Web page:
How long a person can expect to live is one of the most fundamentally revealing facts about a country, and here, in the richest country in the world, the answer is not just bleak but increasingly so. Americans are now dying younger on average than they used to, breaking from all global and historical patterns of predictable improvement. They are dying younger than in any peer countries, even accounting for the larger impact of the pandemic here. They are dying younger than in China, Cuba, the Czech Republic or Lebanon.
You may think this problem is a matter of 70-year-olds who won’t live to see 80 or perhaps about the so-called deaths of despair among white middle-aged men. These were the predominant explanations five years ago, after the country’s longevity statistics first flatlined and then took a turn for the worse — alone among wealthy nations in the modern history of the world.
But increasingly the American mortality anomaly, which is still growing, is explained not by the middle-aged or elderly but by the deaths of children and teenagers. One in 25 American 5-year-olds now won’t live to see 40, a death rate about four times as high as in other wealthy nations. And although the spike in death rates among the young has been dramatic since the beginning of the pandemic, little of the impact is from Covid-19. Over three pandemic years, Covid-19 was responsible for just 2 percent of American pediatric and juvenile deaths.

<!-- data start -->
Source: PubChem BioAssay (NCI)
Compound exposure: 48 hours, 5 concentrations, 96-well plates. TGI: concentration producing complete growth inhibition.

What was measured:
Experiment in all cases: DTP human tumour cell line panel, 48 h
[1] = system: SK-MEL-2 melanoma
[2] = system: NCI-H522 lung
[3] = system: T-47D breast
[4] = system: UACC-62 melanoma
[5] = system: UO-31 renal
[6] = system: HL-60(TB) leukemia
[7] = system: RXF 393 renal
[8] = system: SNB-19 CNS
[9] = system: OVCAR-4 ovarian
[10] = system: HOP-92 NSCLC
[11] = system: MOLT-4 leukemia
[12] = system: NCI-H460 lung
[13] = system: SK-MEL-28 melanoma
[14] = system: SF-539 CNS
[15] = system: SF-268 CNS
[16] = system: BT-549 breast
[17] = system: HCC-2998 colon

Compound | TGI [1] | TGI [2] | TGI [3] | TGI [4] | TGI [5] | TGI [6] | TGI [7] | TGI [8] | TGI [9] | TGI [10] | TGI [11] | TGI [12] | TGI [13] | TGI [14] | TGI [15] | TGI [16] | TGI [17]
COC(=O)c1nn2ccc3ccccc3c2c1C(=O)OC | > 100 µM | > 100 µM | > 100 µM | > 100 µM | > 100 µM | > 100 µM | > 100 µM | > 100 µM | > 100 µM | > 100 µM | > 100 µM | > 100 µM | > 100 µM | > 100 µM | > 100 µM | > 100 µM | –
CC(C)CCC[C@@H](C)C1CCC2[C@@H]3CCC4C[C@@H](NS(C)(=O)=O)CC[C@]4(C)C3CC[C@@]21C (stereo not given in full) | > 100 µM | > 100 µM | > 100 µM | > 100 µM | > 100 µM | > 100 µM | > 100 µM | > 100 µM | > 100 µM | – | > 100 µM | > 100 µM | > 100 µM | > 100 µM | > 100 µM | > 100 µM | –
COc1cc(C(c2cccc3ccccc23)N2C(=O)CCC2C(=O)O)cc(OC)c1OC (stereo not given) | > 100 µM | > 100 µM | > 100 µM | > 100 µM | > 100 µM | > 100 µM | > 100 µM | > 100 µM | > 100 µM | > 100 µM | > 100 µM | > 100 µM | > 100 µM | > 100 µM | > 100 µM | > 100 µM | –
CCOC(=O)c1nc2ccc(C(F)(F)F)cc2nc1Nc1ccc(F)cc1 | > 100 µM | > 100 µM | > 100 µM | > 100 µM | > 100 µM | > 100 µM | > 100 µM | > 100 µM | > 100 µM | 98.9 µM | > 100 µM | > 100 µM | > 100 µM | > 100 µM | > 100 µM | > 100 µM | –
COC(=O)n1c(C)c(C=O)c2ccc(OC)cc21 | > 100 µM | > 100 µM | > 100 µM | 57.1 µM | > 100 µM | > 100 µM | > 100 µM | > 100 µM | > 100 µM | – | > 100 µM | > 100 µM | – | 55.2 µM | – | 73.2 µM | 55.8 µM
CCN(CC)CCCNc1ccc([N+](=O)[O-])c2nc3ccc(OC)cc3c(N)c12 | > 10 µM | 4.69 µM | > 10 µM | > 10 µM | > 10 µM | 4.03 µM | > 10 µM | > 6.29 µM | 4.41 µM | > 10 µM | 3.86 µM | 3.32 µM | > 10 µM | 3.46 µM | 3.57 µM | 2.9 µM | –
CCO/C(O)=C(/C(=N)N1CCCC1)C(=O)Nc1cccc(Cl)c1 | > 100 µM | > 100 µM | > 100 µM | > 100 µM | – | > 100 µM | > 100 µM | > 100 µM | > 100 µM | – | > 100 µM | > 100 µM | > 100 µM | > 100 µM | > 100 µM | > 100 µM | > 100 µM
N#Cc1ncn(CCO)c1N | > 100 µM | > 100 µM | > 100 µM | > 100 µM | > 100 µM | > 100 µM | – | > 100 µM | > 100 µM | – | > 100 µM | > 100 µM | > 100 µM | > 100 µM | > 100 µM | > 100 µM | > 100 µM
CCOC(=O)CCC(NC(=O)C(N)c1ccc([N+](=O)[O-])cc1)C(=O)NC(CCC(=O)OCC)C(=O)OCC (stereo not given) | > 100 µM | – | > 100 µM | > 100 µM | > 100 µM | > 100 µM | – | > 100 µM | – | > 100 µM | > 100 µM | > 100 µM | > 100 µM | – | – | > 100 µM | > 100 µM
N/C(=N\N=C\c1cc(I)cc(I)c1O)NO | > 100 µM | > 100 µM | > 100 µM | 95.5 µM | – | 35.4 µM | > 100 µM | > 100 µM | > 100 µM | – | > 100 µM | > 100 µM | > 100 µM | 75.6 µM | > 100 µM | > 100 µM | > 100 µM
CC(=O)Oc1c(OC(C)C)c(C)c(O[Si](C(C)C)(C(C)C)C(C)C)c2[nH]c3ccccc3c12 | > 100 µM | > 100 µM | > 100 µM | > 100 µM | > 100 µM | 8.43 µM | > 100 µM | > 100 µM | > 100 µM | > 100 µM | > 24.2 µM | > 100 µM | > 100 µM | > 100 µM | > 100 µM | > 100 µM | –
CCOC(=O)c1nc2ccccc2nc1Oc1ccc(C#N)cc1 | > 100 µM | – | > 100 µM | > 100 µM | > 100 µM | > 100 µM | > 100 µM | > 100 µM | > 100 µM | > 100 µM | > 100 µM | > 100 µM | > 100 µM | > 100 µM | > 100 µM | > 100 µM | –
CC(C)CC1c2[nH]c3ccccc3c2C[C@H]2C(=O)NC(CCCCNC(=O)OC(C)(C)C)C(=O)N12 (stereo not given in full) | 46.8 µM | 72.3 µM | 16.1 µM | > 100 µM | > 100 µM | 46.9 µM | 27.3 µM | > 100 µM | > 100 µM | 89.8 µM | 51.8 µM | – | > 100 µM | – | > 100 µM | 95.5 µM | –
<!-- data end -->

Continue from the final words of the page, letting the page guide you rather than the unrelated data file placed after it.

Firearms account for almost half of the increase. Homicide accounted for 6.9 percent of deaths among that group, defined as those 19 years old or younger, and suicide accounted for 6.8 percent, according to a January analysis published in JAMA Network Open. Car crashes and accidental drug overdoses — which the National Center for Health Statistics collates along with other accidental deaths as “unintentional injuries” — accounted for 18.4 percent. In 2021, according to a JAMA essay published in March, more than twice as many kids died from poisoning, including drug overdoses, as from Covid-19. More than three times as many died of suicide, more than four times as many died from homicide, and more than five times as many died in car crashes and other transportation accidents (which began increasing during the pandemic after a long, steady decline).
Last week, the former Treasury secretary Larry Summers called the deepening life expectancy crisis, documented in recent surveys and studies, “the most disturbing set of data on America that I have encountered in a long time” and “especially scary remembering that demographics were the best early warning on the collapse of the U.S.S.R.” In many ways this feels like hyperbole. And yet, by the most fundamental measures of human flourishing, the United States is moving not forward but backward, at unprecedented speed, and now the country’s catastrophic mortality anomaly has spread to its children.